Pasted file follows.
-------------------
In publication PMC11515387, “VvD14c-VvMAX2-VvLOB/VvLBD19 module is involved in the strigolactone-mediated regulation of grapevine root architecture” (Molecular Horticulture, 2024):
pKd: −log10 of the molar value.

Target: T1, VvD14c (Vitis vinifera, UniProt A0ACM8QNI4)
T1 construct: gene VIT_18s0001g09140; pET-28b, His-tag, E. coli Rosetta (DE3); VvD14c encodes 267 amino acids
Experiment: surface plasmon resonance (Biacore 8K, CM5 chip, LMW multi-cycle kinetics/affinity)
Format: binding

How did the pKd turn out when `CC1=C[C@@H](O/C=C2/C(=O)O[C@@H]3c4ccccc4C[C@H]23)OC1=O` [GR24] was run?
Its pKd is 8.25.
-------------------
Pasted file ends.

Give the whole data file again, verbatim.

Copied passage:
In publication PMC11515387, “VvD14c-VvMAX2-VvLOB/VvLBD19 module is involved in the strigolactone-mediated regulation of grapevine root architecture” (Molecular Horticulture, 2024):
pKd: −log10 of the molar value.

Target: T1, VvD14c (Vitis vinifera, UniProt A0ACM8QNI4)
T1 construct: gene VIT_18s0001g09140; pET-28b, His-tag, E. coli Rosetta (DE3); VvD14c encodes 267 amino acids
Experiment: surface plasmon resonance (Biacore 8K, CM5 chip, LMW multi-cycle kinetics/affinity)
Format: binding

How did the pKd turn out when `CC1=C[C@@H](O/C=C2/C(=O)O[C@@H]3c4ccccc4C[C@H]23)OC1=O` [GR24] was run?
Its pKd is 8.25.